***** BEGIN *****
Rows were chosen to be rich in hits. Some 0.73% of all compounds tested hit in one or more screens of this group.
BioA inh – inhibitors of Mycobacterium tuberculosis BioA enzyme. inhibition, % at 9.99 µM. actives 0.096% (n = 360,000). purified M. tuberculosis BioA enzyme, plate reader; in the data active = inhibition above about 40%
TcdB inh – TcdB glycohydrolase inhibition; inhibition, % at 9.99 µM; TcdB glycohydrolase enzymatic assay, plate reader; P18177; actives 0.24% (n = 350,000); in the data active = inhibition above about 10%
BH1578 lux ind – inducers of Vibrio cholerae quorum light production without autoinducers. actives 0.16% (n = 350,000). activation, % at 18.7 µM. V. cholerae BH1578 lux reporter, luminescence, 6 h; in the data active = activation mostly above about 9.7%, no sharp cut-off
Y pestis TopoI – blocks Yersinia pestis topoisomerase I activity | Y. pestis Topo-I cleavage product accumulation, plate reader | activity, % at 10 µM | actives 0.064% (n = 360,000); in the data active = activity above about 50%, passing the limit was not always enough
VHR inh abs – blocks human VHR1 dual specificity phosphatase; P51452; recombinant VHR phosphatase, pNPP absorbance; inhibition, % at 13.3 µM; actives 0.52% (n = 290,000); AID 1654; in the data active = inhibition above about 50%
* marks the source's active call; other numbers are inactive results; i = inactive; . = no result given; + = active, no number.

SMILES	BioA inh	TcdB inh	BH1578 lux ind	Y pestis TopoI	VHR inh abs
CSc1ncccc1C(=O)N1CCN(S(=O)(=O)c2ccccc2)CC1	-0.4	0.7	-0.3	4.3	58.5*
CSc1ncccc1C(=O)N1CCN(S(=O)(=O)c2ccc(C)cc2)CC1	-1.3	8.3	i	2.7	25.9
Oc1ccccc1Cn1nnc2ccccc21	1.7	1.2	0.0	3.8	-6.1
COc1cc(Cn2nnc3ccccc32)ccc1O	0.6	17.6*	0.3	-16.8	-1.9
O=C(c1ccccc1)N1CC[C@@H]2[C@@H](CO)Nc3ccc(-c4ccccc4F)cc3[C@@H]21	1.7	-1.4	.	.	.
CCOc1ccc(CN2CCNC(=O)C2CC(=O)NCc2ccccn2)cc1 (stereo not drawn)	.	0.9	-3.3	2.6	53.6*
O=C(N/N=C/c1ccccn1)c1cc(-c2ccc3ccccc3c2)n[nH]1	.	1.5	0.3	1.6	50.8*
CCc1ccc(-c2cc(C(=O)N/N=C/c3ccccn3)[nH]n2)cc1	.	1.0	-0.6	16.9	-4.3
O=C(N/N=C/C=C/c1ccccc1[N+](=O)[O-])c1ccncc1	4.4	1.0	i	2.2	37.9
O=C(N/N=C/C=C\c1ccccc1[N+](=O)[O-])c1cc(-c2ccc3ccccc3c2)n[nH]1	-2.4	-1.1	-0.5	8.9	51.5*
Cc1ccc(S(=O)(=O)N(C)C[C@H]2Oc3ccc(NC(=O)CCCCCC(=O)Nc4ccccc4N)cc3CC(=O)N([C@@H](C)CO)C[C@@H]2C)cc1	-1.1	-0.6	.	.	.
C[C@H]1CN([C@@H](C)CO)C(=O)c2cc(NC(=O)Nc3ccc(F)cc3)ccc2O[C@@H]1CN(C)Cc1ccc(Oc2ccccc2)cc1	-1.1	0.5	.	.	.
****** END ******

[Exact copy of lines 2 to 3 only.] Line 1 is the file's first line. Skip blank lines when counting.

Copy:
BioA inh – inhibitors of Mycobacterium tuberculosis BioA enzyme. inhibition, % at 9.99 µM. actives 0.096% (n = 360,000). purified M. tuberculosis BioA enzyme, plate reader; in the data active = inhibition above about 40%
TcdB inh – TcdB glycohydrolase inhibition; inhibition, % at 9.99 µM; TcdB glycohydrolase enzymatic assay, plate reader; P18177; actives 0.24% (n = 350,000); in the data active = inhibition above about 10%